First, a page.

I wrote a feature last year called “Blockbuster Fatigue”, and in it I spoke about my weariness and tiredness with Hollywood’s onslaught of blockbuster movies. I look around the cinema and see every movie is a big movie with massive set-pieces and loads of money thrown at them. It got an alright response, I think, but mostly it was a way for me understand my own frustrations. Looking back on that feature now I think maybe I was wrong.

It’s not blockbusters that I’ve had enough of. I like blockbusters, in fact I love them. That’s why I started this whole thing by telling you just how incredible it was watching The Lord of the Rings trilogy when it first came out. What I’m fed up with is franchises. Massive, great big, extended universe franchises. Films that I can only really get full enjoyment from if I’ve watched twenty-one other movies beforehand (seriously, that’s not an exaggeration, the MCU is that long!). I haven’t got “Blockbuster Fatigue”, I’ve got freaking Franchise Fatigue. And I just want a break.

Look, I’m not complaining. I mean, I am, but I’m not. I’m a Marvel fanboy as much as the next guy, and I’ll be there to go and see Endgame and Captain Marvel and Far From Home, so I’m as much complicit in all of this as anyone else, and I’m sure there are plenty of you reading this now and thing “well, just watch original films then if that’s what you want”, to which I say, you’re absolutely right. But sometimes I do want to see a blockbuster, and I miss original blockbusters. I miss that sense of wonderment and adventure I felt going to see something for the first time and not knowing that they’ll probably just be more of it later. That feeling that this is it and isn’t it wonderful.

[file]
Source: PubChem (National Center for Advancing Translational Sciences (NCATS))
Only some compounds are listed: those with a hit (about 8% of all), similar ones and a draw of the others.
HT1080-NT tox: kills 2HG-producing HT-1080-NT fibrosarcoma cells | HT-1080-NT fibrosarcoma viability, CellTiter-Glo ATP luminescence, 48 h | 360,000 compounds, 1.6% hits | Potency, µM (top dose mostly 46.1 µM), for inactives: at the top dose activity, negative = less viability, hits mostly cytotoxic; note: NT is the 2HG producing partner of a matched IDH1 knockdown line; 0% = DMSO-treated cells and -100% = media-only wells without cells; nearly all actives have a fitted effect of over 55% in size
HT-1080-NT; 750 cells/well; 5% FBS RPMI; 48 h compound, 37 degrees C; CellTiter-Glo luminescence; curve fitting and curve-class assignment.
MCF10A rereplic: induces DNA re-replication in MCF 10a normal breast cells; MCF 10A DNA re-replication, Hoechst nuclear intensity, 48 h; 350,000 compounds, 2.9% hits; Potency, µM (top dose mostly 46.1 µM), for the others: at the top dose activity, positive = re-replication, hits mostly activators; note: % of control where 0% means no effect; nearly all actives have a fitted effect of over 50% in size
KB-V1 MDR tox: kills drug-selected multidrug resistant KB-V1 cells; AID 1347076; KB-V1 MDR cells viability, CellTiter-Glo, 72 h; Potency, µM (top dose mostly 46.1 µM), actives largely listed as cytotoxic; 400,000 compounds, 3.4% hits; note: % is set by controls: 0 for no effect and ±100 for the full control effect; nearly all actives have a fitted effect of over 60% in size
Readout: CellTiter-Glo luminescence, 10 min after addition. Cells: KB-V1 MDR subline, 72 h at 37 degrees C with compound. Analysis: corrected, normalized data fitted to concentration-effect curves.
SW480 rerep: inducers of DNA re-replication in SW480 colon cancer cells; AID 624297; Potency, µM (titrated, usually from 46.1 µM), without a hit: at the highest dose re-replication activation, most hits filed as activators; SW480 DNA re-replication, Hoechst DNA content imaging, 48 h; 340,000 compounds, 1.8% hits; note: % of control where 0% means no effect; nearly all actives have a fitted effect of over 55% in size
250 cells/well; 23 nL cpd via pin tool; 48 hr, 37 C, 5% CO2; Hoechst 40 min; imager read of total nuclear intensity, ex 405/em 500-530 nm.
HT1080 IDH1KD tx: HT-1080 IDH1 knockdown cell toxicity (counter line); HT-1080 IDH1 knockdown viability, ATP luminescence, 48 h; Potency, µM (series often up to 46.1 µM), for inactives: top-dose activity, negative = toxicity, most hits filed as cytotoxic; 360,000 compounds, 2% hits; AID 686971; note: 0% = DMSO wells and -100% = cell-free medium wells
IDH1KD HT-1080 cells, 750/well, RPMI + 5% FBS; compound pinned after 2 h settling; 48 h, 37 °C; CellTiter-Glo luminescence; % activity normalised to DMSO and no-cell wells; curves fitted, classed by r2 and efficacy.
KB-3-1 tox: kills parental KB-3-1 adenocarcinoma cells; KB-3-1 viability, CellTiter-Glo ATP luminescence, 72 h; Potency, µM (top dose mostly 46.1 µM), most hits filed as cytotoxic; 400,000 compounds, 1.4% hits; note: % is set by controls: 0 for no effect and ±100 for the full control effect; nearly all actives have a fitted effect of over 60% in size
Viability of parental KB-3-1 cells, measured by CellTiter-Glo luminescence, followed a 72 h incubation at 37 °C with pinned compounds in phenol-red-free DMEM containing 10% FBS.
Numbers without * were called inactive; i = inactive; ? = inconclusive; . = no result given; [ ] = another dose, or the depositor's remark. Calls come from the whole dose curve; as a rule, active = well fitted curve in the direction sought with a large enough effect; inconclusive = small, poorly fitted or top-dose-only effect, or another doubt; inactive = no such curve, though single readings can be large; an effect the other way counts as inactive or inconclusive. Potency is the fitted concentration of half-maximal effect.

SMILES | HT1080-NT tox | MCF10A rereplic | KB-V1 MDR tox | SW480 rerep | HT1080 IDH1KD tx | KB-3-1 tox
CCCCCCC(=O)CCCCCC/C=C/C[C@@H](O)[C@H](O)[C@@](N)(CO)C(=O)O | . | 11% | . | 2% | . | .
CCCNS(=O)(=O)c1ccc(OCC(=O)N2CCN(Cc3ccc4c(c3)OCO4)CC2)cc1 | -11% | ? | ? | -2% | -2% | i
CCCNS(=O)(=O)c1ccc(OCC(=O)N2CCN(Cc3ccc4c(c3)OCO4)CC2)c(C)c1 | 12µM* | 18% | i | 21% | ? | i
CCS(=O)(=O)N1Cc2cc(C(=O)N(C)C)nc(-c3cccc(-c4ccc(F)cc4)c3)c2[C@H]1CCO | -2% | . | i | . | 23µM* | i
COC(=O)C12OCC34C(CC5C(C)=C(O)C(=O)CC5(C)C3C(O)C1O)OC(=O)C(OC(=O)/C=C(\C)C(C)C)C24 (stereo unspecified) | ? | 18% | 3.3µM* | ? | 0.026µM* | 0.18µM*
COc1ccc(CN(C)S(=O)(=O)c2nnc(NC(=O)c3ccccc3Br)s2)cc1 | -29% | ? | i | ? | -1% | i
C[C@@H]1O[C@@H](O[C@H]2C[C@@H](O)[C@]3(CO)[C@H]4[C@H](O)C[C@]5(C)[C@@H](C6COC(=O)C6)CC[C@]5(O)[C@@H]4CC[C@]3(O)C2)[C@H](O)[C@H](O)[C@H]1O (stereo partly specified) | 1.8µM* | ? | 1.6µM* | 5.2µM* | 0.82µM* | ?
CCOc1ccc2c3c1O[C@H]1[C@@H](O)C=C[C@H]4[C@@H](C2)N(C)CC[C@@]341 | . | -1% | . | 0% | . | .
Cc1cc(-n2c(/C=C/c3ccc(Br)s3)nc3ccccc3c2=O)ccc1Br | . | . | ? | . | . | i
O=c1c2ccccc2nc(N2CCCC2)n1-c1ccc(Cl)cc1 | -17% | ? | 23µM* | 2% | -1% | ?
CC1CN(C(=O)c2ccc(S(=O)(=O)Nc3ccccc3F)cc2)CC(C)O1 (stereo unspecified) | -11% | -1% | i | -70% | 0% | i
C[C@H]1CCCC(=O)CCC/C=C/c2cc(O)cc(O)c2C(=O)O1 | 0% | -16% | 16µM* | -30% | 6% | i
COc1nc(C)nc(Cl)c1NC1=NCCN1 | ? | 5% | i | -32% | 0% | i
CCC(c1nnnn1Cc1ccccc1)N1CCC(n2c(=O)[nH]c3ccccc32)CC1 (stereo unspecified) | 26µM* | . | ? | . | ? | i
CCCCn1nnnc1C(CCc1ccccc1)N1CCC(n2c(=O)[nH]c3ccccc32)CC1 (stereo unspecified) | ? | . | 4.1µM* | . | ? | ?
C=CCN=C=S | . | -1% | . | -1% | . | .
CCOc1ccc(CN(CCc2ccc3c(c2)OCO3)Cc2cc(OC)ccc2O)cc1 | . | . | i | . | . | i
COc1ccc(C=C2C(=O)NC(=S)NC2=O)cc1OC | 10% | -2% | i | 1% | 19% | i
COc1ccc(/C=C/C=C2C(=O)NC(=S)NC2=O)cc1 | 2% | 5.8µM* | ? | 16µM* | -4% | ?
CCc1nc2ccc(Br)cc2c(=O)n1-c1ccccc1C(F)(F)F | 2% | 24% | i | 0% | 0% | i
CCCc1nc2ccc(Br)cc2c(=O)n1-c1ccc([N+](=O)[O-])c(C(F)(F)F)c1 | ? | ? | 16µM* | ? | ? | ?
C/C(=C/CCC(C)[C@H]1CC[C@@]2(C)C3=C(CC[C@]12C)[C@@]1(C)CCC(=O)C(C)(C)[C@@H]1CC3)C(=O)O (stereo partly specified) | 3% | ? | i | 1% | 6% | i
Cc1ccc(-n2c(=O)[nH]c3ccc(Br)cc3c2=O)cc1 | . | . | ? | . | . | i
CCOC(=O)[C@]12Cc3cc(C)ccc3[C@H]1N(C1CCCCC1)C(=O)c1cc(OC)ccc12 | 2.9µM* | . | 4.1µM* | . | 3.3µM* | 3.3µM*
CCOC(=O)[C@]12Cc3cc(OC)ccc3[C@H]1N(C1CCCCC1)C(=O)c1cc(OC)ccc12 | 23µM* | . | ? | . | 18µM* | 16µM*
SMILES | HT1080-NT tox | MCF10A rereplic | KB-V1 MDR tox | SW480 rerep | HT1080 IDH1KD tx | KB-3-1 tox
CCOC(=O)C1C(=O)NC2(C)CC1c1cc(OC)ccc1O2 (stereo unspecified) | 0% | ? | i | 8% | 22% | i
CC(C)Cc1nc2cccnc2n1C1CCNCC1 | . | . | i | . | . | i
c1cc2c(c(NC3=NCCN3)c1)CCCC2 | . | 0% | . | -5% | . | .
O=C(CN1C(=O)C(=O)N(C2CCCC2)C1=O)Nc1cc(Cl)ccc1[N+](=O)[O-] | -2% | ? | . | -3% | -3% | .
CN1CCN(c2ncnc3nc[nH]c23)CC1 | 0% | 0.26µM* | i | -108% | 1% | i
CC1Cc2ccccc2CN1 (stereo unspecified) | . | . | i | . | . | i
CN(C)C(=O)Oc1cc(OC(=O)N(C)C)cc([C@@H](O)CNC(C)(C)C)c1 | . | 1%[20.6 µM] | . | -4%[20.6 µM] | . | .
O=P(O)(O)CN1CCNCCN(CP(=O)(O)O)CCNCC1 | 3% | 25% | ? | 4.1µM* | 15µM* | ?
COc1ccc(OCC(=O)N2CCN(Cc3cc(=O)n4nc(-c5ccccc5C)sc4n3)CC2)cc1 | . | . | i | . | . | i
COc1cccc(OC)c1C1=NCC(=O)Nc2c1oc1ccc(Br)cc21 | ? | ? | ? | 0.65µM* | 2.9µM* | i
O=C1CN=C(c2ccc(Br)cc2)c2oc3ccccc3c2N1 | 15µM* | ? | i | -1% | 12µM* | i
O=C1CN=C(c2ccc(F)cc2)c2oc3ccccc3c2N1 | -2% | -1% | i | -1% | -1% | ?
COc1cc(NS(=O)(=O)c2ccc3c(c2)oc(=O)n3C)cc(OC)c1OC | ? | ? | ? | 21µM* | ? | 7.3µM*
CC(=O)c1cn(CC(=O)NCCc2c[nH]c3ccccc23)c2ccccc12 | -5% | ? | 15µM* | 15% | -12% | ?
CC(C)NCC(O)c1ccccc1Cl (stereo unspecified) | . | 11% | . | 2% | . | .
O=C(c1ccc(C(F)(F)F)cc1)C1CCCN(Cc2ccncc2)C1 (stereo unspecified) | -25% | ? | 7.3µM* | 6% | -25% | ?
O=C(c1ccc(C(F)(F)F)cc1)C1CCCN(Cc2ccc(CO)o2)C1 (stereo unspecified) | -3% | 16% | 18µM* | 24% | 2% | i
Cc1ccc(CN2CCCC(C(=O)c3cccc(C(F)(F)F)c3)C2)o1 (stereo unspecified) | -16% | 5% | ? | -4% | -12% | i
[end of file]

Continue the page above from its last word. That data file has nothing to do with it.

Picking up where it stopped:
I suppose I could always The Mummy. Somehow, I doubt anything will ever spin-off from that. But then… I don’t really want to.


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Alex Secker is a writer/director/editor. His debut feature film, the micro-budget thriller Follow the Crows, won Best Independent Film at the Global Film Festival Awards, while his stage-play, The Door, won the People’s Choice Award at the 2017 Swinge Festival.